Record storm surges are wallopping the Sound Shore and are slated to push up the Hudson River to Putnam and Orange counties around midnight, forecasters said.
A 5-foot surge breached banks in Irvington Monday afternoon, and some other river towns. An 11-foot surge is expected at about 11 p.m., when the next high tide also could trigger massive flooding.
"We might never see in our lifetime anything like this again," News12 meteorologist Brysen VanEck said.
A storm surge is caused when sustained hurricane-force winds blow down on the ocean surface, causing water to move upward, forecasters explained.
The impact is felt most acutely along the coast when the hurricane reaches shallow water. There, unlike at greater depths, the water can no longer move downward. It has nowhere to go but upward and inland.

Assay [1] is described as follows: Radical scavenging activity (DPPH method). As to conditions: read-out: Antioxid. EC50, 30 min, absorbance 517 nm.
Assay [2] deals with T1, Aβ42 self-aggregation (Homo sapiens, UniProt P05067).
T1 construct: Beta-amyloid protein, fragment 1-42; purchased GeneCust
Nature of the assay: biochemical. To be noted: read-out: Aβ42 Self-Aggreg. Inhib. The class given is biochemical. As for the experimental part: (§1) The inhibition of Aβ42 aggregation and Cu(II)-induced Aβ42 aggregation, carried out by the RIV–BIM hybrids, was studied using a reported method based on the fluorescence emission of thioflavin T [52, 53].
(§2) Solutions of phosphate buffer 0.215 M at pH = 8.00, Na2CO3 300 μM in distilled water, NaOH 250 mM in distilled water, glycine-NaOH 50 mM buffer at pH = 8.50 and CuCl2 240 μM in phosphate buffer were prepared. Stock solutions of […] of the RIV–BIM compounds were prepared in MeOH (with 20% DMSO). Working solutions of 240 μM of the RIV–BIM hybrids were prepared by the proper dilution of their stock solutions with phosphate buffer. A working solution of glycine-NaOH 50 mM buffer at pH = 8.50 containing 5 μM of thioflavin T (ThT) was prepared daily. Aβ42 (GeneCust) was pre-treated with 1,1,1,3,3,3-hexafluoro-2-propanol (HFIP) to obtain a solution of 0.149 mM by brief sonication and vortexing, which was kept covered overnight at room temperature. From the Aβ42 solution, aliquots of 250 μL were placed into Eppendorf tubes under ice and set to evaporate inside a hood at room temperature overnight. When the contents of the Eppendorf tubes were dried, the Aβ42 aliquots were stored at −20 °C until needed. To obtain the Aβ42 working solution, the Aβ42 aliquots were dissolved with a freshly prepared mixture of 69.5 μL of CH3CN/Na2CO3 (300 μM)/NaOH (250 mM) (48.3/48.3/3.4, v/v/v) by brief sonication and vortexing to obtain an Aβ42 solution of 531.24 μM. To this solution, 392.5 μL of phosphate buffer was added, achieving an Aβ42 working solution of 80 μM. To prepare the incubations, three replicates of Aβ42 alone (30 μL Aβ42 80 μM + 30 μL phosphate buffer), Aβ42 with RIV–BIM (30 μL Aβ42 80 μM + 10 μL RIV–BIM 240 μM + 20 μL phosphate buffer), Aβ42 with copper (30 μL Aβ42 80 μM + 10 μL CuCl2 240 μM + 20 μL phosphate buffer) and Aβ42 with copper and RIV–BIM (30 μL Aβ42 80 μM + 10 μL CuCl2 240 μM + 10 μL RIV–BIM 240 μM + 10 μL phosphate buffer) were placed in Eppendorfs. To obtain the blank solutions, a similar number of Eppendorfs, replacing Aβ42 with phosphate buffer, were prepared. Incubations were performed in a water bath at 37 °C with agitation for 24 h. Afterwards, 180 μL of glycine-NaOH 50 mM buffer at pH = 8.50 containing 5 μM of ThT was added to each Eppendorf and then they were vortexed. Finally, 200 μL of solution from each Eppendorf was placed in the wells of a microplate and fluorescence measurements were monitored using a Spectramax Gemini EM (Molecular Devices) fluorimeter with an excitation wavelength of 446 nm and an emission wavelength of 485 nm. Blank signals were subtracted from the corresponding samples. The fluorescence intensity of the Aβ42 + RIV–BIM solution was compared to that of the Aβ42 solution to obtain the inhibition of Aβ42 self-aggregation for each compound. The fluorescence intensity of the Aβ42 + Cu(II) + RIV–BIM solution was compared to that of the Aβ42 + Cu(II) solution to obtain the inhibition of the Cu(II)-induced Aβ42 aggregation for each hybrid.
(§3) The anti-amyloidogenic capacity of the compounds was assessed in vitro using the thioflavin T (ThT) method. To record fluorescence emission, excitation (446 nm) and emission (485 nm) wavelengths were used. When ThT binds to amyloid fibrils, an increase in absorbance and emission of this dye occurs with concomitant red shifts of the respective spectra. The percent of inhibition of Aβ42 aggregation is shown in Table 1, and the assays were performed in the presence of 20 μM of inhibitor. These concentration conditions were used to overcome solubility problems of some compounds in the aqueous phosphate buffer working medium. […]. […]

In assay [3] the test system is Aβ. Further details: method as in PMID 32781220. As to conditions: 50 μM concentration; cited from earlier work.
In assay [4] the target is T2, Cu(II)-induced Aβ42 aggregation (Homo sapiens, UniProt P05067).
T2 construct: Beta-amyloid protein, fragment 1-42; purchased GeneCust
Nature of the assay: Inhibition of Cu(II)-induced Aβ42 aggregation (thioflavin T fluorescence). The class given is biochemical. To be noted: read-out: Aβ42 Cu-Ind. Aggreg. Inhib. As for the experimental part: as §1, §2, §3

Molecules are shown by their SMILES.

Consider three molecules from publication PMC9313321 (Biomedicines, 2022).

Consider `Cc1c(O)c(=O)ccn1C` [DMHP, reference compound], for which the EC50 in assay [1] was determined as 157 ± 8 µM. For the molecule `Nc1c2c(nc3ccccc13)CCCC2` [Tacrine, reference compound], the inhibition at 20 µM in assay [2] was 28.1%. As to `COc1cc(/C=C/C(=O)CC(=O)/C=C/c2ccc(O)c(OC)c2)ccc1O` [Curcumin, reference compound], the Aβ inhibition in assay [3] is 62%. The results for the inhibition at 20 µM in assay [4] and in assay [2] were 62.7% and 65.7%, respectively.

"We're looking at an amazingly high storm surge in Long Island Sound, New York Harbor and the north shore of New Jersey," said David Valle, the hydrologist in charge of the Northeast River Forecast Service for the National Weather Service in Taunton, Ma.
That water eventually will move inland, pressing rivers to crest, he said.
Hurricane Katrina caused severe damage to Louisiana with a storm surge that measured 28 feet.
That's about a foot short of what the weather service defines as "major," but enough to flood the river towns and make roads impassable.
"The surge is going to move water up the river," said Valle. "This is going to impact the river in a big way."